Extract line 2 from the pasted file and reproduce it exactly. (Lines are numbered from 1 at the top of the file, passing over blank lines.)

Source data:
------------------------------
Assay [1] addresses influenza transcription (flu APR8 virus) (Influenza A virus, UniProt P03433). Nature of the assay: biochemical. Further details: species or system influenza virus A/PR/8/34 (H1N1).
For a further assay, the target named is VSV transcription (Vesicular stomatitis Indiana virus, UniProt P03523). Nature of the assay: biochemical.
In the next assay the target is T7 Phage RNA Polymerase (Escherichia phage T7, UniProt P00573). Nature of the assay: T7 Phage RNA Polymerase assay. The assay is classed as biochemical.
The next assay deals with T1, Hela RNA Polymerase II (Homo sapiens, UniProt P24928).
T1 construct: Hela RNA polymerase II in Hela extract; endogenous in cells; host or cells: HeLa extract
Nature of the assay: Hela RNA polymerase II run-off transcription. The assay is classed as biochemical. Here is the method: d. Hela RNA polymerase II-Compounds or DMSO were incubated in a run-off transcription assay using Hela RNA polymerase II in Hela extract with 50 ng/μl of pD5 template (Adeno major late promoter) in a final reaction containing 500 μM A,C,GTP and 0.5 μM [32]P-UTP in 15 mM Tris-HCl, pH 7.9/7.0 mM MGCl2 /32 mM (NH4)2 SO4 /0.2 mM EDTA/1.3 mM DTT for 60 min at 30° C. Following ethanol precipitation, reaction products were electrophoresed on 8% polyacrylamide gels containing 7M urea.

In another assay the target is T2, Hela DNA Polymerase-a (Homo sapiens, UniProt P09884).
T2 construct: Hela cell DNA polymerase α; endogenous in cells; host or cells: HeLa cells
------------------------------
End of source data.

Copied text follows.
For a further assay, the target named is VSV transcription (Vesicular stomatitis Indiana virus, UniProt P03523). Nature of the assay: biochemical.